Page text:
Hankins details how revivalist religion and the spread of democratic ideals reinforced one another in post-colonial America.
Beginning with overviews of the Second Great Awakening and Transcendentalism, Hankins details the wider impact these spiritual revolutions had on antebellum America's social, political, racial, and gender matters. Twenty-four concise and informative biographical sketches follow, providing glimpses into the lives of key figures from the period, such as Transcendentalist Amos Bronson Alcott, feminist pioneer Susan B. Anthony, clergyman Lyman Beecher, tireless evangelizer Peter Cartwright, southern abolitionists and women's rights activists Sarah and Angelina Grimke, and the messianic slave preacher and revolt leader Nat Turner. A dozen annotated primary documents give the reader a feel for the period in the language of the time; poetry, essays, lectures, letters; and other sources are used. A glossary helps readers with unfamiliar terms and ideas. A bibliography and index are also included.
Series Foreword Preface Acknowledgments Chronology of Events The Second Great Awakening: An Overview Transcendentalism as a New Religious Movement Charles Finney and the Democratic Empowerment of Urban Revivals Revivals and the Development of African-American Religion in America The Second Great Awakening, Transcendentalism, and the Antislavery Impulse Revivalism and Feminism Biographies Primary Documents Glossary of Selected Terms Annotated Bibliography Index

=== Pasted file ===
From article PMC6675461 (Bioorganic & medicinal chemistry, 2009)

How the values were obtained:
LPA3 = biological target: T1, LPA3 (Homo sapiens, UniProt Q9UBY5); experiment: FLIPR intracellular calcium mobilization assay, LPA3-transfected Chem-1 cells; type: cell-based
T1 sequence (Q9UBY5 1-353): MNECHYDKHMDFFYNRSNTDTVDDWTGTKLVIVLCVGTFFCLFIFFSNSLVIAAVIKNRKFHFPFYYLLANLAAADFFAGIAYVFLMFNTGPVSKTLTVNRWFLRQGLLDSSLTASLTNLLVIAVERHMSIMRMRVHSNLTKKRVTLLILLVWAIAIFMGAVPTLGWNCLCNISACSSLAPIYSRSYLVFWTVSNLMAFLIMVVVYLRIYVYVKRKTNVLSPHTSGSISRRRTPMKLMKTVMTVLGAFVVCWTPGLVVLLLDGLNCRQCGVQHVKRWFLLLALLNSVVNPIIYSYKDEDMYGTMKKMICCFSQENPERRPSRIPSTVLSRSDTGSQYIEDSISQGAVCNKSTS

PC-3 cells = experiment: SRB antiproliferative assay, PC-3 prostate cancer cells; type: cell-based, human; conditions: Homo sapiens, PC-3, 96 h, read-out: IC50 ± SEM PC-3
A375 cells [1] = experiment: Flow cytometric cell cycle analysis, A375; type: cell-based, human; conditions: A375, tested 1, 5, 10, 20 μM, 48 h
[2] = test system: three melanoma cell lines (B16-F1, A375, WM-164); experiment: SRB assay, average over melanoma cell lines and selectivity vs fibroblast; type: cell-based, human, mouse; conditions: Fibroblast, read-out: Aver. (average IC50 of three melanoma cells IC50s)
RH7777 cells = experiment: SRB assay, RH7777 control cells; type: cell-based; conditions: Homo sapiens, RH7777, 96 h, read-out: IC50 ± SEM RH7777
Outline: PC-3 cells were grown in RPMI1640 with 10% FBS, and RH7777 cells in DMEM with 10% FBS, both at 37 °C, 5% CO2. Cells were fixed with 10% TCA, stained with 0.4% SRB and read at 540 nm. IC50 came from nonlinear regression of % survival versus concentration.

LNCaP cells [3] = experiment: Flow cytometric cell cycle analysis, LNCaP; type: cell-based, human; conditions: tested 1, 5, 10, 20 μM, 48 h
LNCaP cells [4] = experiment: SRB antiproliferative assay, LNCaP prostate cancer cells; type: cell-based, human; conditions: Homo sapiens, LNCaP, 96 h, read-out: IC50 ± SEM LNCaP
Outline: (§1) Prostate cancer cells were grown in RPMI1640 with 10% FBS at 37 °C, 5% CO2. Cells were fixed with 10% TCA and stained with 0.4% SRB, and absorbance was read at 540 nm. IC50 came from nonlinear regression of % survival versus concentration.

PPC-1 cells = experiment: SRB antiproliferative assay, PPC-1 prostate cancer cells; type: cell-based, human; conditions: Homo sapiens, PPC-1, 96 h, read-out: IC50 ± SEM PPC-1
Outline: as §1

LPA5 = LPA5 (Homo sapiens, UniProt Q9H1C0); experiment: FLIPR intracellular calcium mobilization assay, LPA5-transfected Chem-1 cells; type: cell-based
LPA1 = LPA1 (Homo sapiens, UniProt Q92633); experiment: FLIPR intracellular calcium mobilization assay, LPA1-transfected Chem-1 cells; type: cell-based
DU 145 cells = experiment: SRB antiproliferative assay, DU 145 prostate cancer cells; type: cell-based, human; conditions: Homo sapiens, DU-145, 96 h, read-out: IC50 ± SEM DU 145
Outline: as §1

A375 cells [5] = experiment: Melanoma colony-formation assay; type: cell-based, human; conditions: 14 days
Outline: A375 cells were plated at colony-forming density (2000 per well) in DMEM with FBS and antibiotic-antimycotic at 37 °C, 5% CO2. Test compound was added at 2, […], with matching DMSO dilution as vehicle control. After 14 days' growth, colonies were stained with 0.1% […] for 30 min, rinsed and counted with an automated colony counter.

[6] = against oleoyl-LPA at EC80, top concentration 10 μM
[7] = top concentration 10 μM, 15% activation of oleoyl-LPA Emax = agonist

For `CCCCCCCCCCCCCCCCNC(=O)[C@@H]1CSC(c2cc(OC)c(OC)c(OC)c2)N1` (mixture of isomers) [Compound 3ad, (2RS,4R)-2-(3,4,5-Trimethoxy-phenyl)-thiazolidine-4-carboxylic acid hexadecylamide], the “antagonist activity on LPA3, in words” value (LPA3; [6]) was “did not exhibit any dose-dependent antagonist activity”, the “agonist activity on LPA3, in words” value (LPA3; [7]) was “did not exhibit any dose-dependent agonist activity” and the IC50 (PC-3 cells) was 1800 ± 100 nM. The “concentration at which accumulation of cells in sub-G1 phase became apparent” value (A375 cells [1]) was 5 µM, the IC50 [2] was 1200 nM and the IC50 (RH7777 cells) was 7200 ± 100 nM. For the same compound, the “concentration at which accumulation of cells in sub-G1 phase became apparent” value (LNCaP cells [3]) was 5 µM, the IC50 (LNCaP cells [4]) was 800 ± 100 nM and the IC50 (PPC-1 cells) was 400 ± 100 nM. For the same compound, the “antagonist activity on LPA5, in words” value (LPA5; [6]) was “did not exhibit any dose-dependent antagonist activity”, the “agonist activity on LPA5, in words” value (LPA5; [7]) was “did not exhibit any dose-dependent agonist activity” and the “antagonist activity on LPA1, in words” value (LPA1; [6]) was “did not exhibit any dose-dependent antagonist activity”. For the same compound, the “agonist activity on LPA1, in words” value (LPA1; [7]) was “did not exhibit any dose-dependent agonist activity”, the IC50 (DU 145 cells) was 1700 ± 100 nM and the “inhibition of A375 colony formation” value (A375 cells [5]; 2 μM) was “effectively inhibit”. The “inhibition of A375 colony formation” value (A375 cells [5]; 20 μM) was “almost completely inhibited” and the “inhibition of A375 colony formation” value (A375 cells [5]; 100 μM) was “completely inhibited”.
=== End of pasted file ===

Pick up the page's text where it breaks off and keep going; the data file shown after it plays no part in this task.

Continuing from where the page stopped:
Reviews [P]rovides a general overview of the religious fever that swept through the United States in the years prior to the Civil War. In a clear style, Barry Hankins describes the theological background and tenets of the Second Great Awakening, the major events associated with the revivals, and the leading actors whose efforts brought religious intensity to the country....[a] handy introduction to the subjects with which it deals.—The Historian
The purpose of the Greenwood Guides is to introduce undergraduates and advances high school students to important and complex historical topics. This book briefly summarizes the events, ideas and influence of the Second Great Awakening and Transcendentalism, as well as the major schools in the historiography. While the history and historiography is simplified, the work succeeds in its purpose to summarize modern scholarship for beginning student. In addition to the main text, the book also offers biographies, an annotated bibliography, primary source readings, a glossary and an index, making it an excellent research tool for the undergraduate. Recommended for secondary school and university libraries.—Religious Studies Review